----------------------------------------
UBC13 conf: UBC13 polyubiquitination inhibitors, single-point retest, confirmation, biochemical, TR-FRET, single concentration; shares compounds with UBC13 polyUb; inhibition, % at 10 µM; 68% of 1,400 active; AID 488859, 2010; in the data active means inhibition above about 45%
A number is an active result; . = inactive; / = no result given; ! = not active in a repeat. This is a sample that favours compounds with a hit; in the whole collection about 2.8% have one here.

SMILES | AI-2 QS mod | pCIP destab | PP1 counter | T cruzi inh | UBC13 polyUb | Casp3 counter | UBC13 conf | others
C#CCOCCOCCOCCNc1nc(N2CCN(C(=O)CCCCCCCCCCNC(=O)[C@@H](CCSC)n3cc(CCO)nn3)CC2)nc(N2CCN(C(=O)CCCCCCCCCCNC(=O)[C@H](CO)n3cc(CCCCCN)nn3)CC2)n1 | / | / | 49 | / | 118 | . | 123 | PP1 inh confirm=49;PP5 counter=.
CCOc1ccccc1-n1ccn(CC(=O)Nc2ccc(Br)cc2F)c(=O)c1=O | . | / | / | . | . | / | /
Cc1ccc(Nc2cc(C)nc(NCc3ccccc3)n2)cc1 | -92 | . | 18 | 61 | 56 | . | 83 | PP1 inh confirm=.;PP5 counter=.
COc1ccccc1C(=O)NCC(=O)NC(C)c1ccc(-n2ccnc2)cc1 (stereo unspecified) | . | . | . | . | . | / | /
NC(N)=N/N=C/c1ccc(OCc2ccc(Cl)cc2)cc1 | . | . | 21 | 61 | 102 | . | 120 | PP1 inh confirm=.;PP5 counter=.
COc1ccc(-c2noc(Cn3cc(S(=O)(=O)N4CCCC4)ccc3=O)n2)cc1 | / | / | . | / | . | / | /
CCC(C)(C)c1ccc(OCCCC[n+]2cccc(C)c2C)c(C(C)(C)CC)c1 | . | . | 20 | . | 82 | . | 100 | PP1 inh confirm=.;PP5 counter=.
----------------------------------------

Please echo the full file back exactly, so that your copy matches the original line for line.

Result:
UBC13 conf: UBC13 polyubiquitination inhibitors, single-point retest, confirmation, biochemical, TR-FRET, single concentration; shares compounds with UBC13 polyUb; inhibition, % at 10 µM; 68% of 1,400 active; AID 488859, 2010; in the data active means inhibition above about 45%
A number is an active result; . = inactive; / = no result given; ! = not active in a repeat. This is a sample that favours compounds with a hit; in the whole collection about 2.8% have one here.

SMILES | AI-2 QS mod | pCIP destab | PP1 counter | T cruzi inh | UBC13 polyUb | Casp3 counter | UBC13 conf | others
C#CCOCCOCCOCCNc1nc(N2CCN(C(=O)CCCCCCCCCCNC(=O)[C@@H](CCSC)n3cc(CCO)nn3)CC2)nc(N2CCN(C(=O)CCCCCCCCCCNC(=O)[C@H](CO)n3cc(CCCCCN)nn3)CC2)n1 | / | / | 49 | / | 118 | . | 123 | PP1 inh confirm=49;PP5 counter=.
CCOc1ccccc1-n1ccn(CC(=O)Nc2ccc(Br)cc2F)c(=O)c1=O | . | / | / | . | . | / | /
Cc1ccc(Nc2cc(C)nc(NCc3ccccc3)n2)cc1 | -92 | . | 18 | 61 | 56 | . | 83 | PP1 inh confirm=.;PP5 counter=.
COc1ccccc1C(=O)NCC(=O)NC(C)c1ccc(-n2ccnc2)cc1 (stereo unspecified) | . | . | . | . | . | / | /
NC(N)=N/N=C/c1ccc(OCc2ccc(Cl)cc2)cc1 | . | . | 21 | 61 | 102 | . | 120 | PP1 inh confirm=.;PP5 counter=.
COc1ccc(-c2noc(Cn3cc(S(=O)(=O)N4CCCC4)ccc3=O)n2)cc1 | / | / | . | / | . | / | /
CCC(C)(C)c1ccc(OCCCC[n+]2cccc(C)c2C)c(C(C)(C)CC)c1 | . | . | 20 | . | 82 | . | 100 | PP1 inh confirm=.;PP5 counter=.